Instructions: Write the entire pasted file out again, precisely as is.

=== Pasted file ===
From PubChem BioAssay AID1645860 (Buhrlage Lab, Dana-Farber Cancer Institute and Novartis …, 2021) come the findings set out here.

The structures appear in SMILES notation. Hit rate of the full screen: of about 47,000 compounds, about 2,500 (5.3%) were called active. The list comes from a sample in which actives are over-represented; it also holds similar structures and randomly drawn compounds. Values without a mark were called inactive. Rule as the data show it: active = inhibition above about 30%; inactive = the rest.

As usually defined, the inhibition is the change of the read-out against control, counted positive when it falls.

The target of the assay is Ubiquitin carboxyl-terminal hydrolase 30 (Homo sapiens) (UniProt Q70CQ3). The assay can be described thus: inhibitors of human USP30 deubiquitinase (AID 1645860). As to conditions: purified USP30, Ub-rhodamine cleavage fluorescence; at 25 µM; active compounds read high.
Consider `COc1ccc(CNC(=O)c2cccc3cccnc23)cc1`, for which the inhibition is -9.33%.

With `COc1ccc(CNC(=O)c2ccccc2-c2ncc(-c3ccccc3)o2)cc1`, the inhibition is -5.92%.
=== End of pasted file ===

From PubChem BioAssay AID1645860 (Buhrlage Lab, Dana-Farber Cancer Institute and Novartis …, 2021) come the findings set out here.

The structures appear in SMILES notation. Hit rate of the full screen: of about 47,000 compounds, about 2,500 (5.3%) were called active. The list comes from a sample in which actives are over-represented; it also holds similar structures and randomly drawn compounds. Values without a mark were called inactive. Rule as the data show it: active = inhibition above about 30%; inactive = the rest.

As usually defined, the inhibition is the change of the read-out against control, counted positive when it falls.

The target of the assay is Ubiquitin carboxyl-terminal hydrolase 30 (Homo sapiens) (UniProt Q70CQ3). The assay can be described thus: inhibitors of human USP30 deubiquitinase (AID 1645860). As to conditions: purified USP30, Ub-rhodamine cleavage fluorescence; at 25 µM; active compounds read high.
Consider `COc1ccc(CNC(=O)c2cccc3cccnc23)cc1`, for which the inhibition is -9.33%.

With `COc1ccc(CNC(=O)c2ccccc2-c2ncc(-c3ccccc3)o2)cc1`, the inhibition is -5.92%.